US airlines cut Tokyo service

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The Independent Travel

US carriers American and Delta said they were suspending flights to Japan in the aftermath of the devastating earthquake, halting recently launched services to Tokyo's Haneda airport.

The decisions come amid fears that Japan's quake, tsunami and persistent nuclear crisis will strike a blow to the aviation industry, which last year counted on trans-Pacific travel as one of the brightest points of growth.

American Airlines said Thursday it was halting a daily flight launched in February between New York's John F. Kennedy and Tokyo's Haneda, a mostly domestic airport which Japan has tried to turn into an international hub.

American Airlines said it was also suspending one of two daily flights between Dallas-Fort Worth and Narita airport east of Tokyo, the primary international gateway to Japan.

The airline said it planned to resume the flights on April 26 and was going ahead with the launch of a joint venture with Japan Airlines.

"While this was a difficult decision, we continue to support Japan, our customers and our employees through these challenging times," said Theo Panagiotoulias, vice president and managing director for the Asia-Pacific region.

The move comes after Delta Air Lines suspended its two flights to Haneda. The carrier plans to restart service to Haneda from Los Angeles on June 1 and from Detroit on June 16, a spokeswoman said.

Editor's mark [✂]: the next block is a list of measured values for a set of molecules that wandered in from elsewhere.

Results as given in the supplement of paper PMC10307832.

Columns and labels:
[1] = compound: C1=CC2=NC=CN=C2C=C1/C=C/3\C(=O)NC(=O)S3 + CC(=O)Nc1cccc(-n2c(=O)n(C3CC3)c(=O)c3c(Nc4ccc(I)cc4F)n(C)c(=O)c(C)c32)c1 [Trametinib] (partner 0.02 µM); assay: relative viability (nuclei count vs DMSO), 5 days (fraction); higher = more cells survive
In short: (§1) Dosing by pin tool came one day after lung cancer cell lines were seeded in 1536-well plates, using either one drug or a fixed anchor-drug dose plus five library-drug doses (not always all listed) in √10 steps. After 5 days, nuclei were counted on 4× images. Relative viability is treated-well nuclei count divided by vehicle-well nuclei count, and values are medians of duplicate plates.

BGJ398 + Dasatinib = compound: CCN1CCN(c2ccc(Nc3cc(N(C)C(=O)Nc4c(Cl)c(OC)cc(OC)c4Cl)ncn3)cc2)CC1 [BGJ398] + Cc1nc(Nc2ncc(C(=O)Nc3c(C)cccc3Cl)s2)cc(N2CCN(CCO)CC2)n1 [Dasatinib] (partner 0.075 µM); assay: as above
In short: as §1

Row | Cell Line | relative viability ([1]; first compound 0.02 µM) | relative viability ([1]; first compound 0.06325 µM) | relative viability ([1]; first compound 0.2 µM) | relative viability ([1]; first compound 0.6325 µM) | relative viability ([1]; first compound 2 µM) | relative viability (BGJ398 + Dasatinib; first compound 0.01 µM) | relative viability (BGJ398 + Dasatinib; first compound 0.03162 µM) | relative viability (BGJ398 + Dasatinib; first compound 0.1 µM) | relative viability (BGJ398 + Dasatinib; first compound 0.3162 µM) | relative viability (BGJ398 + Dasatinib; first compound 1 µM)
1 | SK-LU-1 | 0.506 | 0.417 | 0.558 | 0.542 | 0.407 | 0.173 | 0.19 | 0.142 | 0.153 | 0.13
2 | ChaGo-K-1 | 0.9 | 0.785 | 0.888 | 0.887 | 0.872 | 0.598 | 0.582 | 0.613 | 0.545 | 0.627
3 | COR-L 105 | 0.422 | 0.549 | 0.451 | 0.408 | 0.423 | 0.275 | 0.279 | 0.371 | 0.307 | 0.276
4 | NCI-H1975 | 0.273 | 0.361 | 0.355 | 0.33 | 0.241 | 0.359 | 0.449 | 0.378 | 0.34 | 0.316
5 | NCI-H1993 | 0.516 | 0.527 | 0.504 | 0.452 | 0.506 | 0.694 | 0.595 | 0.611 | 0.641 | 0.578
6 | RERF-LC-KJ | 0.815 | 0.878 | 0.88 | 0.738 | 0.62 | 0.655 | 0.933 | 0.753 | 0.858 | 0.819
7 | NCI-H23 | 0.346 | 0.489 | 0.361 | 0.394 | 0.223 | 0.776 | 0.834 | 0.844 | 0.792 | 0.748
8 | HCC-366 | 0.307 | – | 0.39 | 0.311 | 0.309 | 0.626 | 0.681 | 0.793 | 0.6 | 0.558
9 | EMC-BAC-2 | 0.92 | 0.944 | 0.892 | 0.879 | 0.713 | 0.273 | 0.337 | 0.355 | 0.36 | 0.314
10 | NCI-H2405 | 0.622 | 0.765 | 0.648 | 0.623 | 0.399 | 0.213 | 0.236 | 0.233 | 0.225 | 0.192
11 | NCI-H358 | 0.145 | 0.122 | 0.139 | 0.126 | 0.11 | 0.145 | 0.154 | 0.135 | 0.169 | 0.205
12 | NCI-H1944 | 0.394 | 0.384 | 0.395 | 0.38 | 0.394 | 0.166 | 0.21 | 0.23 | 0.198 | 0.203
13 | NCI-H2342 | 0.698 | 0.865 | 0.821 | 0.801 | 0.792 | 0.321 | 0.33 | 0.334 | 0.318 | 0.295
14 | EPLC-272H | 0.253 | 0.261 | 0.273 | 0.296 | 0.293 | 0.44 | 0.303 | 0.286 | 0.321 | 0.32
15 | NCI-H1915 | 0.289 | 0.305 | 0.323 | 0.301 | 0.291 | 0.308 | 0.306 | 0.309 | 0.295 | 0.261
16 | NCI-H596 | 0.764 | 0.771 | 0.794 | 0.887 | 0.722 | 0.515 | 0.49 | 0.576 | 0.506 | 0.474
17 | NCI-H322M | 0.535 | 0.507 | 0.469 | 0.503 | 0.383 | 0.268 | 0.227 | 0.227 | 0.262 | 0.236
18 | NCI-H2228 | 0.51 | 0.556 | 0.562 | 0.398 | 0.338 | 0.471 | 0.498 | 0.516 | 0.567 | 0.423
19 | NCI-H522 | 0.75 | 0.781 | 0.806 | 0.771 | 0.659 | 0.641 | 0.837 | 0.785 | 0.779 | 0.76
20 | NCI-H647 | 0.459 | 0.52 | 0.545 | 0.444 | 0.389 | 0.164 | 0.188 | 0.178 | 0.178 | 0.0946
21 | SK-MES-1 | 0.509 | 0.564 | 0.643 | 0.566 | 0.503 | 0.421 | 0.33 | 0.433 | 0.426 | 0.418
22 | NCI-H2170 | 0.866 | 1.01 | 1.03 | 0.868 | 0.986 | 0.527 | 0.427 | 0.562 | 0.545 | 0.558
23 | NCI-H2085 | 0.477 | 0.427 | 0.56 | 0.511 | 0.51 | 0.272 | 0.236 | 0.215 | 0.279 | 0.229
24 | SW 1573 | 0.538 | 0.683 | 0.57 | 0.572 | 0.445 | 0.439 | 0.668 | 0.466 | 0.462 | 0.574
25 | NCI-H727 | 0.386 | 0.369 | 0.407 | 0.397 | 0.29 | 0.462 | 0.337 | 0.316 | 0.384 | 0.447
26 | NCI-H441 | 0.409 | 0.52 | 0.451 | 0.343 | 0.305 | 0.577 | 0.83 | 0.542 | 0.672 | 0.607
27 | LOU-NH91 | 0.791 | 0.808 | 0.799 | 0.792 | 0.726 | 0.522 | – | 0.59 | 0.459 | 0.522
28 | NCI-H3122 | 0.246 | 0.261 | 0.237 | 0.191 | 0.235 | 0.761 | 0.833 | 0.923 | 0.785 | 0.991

Delta and American, along with United Airlines and Continental Airlines, maintain flights to Narita.

But Hawaiian Airlines, the other US carrier granted a coveted spot at Haneda, said it planned to continue its daily flights from Honolulu to Haneda and also launch a new service to Osaka in July.

Mark Dunkerley, Hawaiian Airlines' president and chief executive, said that the carrier's travel partners believed the Japan market could recover in May unless conditions worsen.

The Tokyo-Honolulu service primarily serves Japanese passengers, for whom Hawaii is a popular vacation destination.

"One cannot fail to be impressed by how quickly daily activity has returned to near normality in Tokyo and Osaka," Dunkerley said.

"It is clearly the case that those of us watching developments in Japan from afar have little appreciation for what is actually happening in these cities that are some distance away from where devastation has occurred," he said.

US carriers had heavily promoted direct flights to Haneda, hoping to attract travelers drawn to the airport's proximity to central Tokyo. Japan last year built a glitzy new international terminal at Haneda.

Service between Haneda and the United States remains on Japan's two airlines: All Nippon Airways, which is a partner of United Airlines, and Japan Airlines, the partner of American Airlines.